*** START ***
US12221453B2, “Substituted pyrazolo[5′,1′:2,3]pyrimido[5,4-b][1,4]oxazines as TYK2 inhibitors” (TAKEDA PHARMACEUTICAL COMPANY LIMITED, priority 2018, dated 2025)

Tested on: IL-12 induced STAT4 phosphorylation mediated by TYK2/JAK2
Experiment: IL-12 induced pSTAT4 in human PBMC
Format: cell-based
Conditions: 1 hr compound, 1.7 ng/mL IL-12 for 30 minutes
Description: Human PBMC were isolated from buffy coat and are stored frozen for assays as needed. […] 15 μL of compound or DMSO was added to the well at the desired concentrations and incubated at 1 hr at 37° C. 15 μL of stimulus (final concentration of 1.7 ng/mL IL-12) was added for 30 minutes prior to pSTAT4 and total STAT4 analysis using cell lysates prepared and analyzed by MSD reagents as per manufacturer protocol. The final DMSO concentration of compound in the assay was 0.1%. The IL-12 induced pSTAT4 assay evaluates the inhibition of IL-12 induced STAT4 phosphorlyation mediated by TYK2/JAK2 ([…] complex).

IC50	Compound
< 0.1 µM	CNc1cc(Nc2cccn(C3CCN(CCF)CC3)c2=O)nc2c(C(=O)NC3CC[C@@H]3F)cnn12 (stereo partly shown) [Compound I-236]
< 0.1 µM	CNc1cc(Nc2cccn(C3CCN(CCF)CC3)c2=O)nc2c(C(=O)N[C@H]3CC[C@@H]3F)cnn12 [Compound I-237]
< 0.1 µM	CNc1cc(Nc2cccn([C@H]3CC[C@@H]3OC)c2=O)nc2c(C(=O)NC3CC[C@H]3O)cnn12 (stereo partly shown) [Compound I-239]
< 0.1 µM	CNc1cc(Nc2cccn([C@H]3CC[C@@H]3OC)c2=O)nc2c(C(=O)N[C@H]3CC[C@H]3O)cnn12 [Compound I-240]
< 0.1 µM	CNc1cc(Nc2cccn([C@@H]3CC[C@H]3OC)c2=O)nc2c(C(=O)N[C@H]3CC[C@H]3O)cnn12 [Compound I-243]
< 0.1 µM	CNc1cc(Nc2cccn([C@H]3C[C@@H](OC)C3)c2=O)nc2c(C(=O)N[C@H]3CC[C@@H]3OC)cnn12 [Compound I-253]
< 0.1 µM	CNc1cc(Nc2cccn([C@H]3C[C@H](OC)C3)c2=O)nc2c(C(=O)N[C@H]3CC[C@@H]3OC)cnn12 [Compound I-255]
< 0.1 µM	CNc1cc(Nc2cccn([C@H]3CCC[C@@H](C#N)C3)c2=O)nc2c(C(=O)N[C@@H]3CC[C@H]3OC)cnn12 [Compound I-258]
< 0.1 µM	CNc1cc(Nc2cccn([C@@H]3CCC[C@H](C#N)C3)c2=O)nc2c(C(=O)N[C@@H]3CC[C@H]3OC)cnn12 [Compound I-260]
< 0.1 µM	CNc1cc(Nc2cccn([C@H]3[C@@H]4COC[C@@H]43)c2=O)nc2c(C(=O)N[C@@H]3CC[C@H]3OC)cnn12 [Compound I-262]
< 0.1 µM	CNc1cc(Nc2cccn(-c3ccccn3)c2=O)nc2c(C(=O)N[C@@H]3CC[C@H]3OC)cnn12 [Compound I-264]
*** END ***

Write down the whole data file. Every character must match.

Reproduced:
US12221453B2, “Substituted pyrazolo[5′,1′:2,3]pyrimido[5,4-b][1,4]oxazines as TYK2 inhibitors” (TAKEDA PHARMACEUTICAL COMPANY LIMITED, priority 2018, dated 2025)

Tested on: IL-12 induced STAT4 phosphorylation mediated by TYK2/JAK2
Experiment: IL-12 induced pSTAT4 in human PBMC
Format: cell-based
Conditions: 1 hr compound, 1.7 ng/mL IL-12 for 30 minutes
Description: Human PBMC were isolated from buffy coat and are stored frozen for assays as needed. […] 15 μL of compound or DMSO was added to the well at the desired concentrations and incubated at 1 hr at 37° C. 15 μL of stimulus (final concentration of 1.7 ng/mL IL-12) was added for 30 minutes prior to pSTAT4 and total STAT4 analysis using cell lysates prepared and analyzed by MSD reagents as per manufacturer protocol. The final DMSO concentration of compound in the assay was 0.1%. The IL-12 induced pSTAT4 assay evaluates the inhibition of IL-12 induced STAT4 phosphorlyation mediated by TYK2/JAK2 ([…] complex).

IC50	Compound
< 0.1 µM	CNc1cc(Nc2cccn(C3CCN(CCF)CC3)c2=O)nc2c(C(=O)NC3CC[C@@H]3F)cnn12 (stereo partly shown) [Compound I-236]
< 0.1 µM	CNc1cc(Nc2cccn(C3CCN(CCF)CC3)c2=O)nc2c(C(=O)N[C@H]3CC[C@@H]3F)cnn12 [Compound I-237]
< 0.1 µM	CNc1cc(Nc2cccn([C@H]3CC[C@@H]3OC)c2=O)nc2c(C(=O)NC3CC[C@H]3O)cnn12 (stereo partly shown) [Compound I-239]
< 0.1 µM	CNc1cc(Nc2cccn([C@H]3CC[C@@H]3OC)c2=O)nc2c(C(=O)N[C@H]3CC[C@H]3O)cnn12 [Compound I-240]
< 0.1 µM	CNc1cc(Nc2cccn([C@@H]3CC[C@H]3OC)c2=O)nc2c(C(=O)N[C@H]3CC[C@H]3O)cnn12 [Compound I-243]
< 0.1 µM	CNc1cc(Nc2cccn([C@H]3C[C@@H](OC)C3)c2=O)nc2c(C(=O)N[C@H]3CC[C@@H]3OC)cnn12 [Compound I-253]
< 0.1 µM	CNc1cc(Nc2cccn([C@H]3C[C@H](OC)C3)c2=O)nc2c(C(=O)N[C@H]3CC[C@@H]3OC)cnn12 [Compound I-255]
< 0.1 µM	CNc1cc(Nc2cccn([C@H]3CCC[C@@H](C#N)C3)c2=O)nc2c(C(=O)N[C@@H]3CC[C@H]3OC)cnn12 [Compound I-258]
< 0.1 µM	CNc1cc(Nc2cccn([C@@H]3CCC[C@H](C#N)C3)c2=O)nc2c(C(=O)N[C@@H]3CC[C@H]3OC)cnn12 [Compound I-260]
< 0.1 µM	CNc1cc(Nc2cccn([C@H]3[C@@H]4COC[C@@H]43)c2=O)nc2c(C(=O)N[C@@H]3CC[C@H]3OC)cnn12 [Compound I-262]
< 0.1 µM	CNc1cc(Nc2cccn(-c3ccccn3)c2=O)nc2c(C(=O)N[C@@H]3CC[C@H]3OC)cnn12 [Compound I-264]